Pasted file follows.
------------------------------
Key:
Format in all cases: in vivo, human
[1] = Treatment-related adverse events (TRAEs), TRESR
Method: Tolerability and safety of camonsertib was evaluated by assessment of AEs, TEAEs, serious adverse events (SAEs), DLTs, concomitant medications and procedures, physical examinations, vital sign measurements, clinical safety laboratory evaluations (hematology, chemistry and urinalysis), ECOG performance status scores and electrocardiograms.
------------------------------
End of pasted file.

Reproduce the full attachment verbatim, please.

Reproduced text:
Key:
Format in all cases: in vivo, human
[1] = Treatment-related adverse events (TRAEs), TRESR
Method: Tolerability and safety of camonsertib was evaluated by assessment of AEs, TEAEs, serious adverse events (SAEs), DLTs, concomitant medications and procedures, physical examinations, vital sign measurements, clinical safety laboratory evaluations (hematology, chemistry and urinalysis), ECOG performance status scores and electrocardiograms.